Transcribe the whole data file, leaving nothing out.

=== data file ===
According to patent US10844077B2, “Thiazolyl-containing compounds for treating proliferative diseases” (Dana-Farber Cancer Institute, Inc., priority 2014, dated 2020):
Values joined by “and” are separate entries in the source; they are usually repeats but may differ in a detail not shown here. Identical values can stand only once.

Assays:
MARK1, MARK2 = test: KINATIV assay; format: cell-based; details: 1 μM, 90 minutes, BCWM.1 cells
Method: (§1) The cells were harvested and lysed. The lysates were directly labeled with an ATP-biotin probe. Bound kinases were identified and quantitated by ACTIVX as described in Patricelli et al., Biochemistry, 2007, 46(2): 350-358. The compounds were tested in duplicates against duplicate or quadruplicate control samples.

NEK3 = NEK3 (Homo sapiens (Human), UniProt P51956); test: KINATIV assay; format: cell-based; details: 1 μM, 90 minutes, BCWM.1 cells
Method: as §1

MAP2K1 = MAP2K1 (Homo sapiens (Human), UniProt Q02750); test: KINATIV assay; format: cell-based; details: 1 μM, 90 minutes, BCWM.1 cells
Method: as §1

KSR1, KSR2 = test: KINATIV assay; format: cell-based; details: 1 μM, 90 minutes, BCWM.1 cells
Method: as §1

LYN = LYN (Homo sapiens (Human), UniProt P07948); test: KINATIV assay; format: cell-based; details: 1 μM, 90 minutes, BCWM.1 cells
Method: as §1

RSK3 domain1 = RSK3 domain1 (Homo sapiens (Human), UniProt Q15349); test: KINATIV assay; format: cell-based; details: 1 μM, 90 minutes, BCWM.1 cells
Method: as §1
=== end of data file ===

According to patent US10844077B2, “Thiazolyl-containing compounds for treating proliferative diseases” (Dana-Farber Cancer Institute, Inc., priority 2014, dated 2020):
Values joined by “and” are separate entries in the source; they are usually repeats but may differ in a detail not shown here. Identical values can stand only once.

Assays:
MARK1, MARK2 = test: KINATIV assay; format: cell-based; details: 1 μM, 90 minutes, BCWM.1 cells
Method: (§1) The cells were harvested and lysed. The lysates were directly labeled with an ATP-biotin probe. Bound kinases were identified and quantitated by ACTIVX as described in Patricelli et al., Biochemistry, 2007, 46(2): 350-358. The compounds were tested in duplicates against duplicate or quadruplicate control samples.

NEK3 = NEK3 (Homo sapiens (Human), UniProt P51956); test: KINATIV assay; format: cell-based; details: 1 μM, 90 minutes, BCWM.1 cells
Method: as §1

MAP2K1 = MAP2K1 (Homo sapiens (Human), UniProt Q02750); test: KINATIV assay; format: cell-based; details: 1 μM, 90 minutes, BCWM.1 cells
Method: as §1

KSR1, KSR2 = test: KINATIV assay; format: cell-based; details: 1 μM, 90 minutes, BCWM.1 cells
Method: as §1

LYN = LYN (Homo sapiens (Human), UniProt P07948); test: KINATIV assay; format: cell-based; details: 1 μM, 90 minutes, BCWM.1 cells
Method: as §1

RSK3 domain1 = RSK3 domain1 (Homo sapiens (Human), UniProt Q15349); test: KINATIV assay; format: cell-based; details: 1 μM, 90 minutes, BCWM.1 cells
Method: as §1